Wars are expensive. They are now and they were more than a century ago.
Hard pressed to pay for the Spanish-American War in 1898, the government imposed an excise tax on long distance calls from those new-fangled telephones. It was considered a tax on the well-to-do, since they were the ones able to afford such luxuries.
The war ended quickly, but the tax remained.
Last year, Washington finally killed the tax, and offered refunds for all taxes collected after February 2003. But tax cheats figured a way to get more than they should.
"Eleven percent are requesting refunds that would have required them to pay their entire annual income in telephone service," J. Russell George, the Treasury Department's inspector general for tax administration, told ABC News. "And it's simply outrageous."
George said his auditors looked at 23,000 refunds that have already been paid.
"Over 66 percent have requested amounts that would have required the person to have paid at least a quarter of their total annual income in order to achieve the amount they're requesting for a refund," he said. "So, for example, someone with a $40,000 annual income, they're asking for $10,000 in refunds."
Cheats are getting away with that and other tax scams, according to the inspector general, because the Internal Revenue Service says it does not have enough agents to audit the returns.
"The IRS is knowingly paying out highly suspicious tax refunds," George said. "The IRS had made a decision that it is cheaper for them, or more efficient for them, to allow certain levels of fraud to occur so that they could focus on bigger items."
George sharply disagrees with the IRS' reasoning, and said so in testimony sent to Congress. He said the cost so far to the Treasury is more than $30 million.
"But that," he said, "is just at the outset."
No one knows how much the refund frauds will eventually cost. Many people are only now filing their tax returns and requesting refunds.
The IRS says even when it finds tax frauds, the Justice Department, overburdened with other cases, often refuses to prosecute.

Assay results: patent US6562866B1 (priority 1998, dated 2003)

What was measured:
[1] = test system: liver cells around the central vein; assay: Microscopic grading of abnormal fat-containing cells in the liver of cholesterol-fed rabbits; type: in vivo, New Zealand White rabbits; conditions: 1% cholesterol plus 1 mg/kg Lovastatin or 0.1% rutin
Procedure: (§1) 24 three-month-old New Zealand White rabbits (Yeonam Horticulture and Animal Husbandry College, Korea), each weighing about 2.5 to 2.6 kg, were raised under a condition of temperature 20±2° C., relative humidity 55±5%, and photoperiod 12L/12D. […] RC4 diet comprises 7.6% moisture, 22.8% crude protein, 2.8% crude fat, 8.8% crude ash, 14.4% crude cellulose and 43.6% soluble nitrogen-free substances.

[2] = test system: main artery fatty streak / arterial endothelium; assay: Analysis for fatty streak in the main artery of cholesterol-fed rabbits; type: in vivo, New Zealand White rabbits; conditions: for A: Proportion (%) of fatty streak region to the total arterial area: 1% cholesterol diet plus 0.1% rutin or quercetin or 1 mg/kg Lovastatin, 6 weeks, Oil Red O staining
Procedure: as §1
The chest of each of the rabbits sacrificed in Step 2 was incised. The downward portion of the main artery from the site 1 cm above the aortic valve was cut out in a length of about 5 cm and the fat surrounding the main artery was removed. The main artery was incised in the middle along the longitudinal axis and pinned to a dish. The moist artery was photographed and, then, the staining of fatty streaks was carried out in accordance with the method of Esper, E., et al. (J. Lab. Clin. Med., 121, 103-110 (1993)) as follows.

On Thursday, IRS Commissioner Mark Everson told Congress, "In most districts across the country, you will not get prosecuted for a $40,000 refund crime."
The government has not only failed to crack down on many tax cheats. In some cases, it has hired them.
A few years ago investigators discovered 27,000 defense contractors who owed back taxes on big profits they made on everything from catering food to providing services at military funerals.
One contractor had not paid taxes for 10 years. He moved to a comfortable life in the Caribbean where he cannot be extradited.
Gregory Kutz, who directs investigations at the Government Accountability Office, told Congress in 2004, "He sucked the money out of the company, left the country, and the IRS was left with $10 million unpaid tax."
The Pentagon says it now checks with the IRS to find out whether contractors owe back taxes. But just when the IRS thought that problem was solved, more tax cheats turned up -- physicians and medical companies who get paid by Medicare.
"One ambulance company received more than $1 million from Medicare in just the first nine months of 2005," Sen. Norm Coleman, R-Minn., said at a Senate hearing, "and it owed more than $10 million in back taxes."
Congressional investigators found that 21,000 doctors and companies paid by Medicare failed to pay $1.3 billion in taxes.
And who has to make up for the taxes lost?
As Russell George told ABC News: "Tax cheaters cheat everyone, not just the IRS, because if everyone paid what they owed, tax rates, in theory, could go down."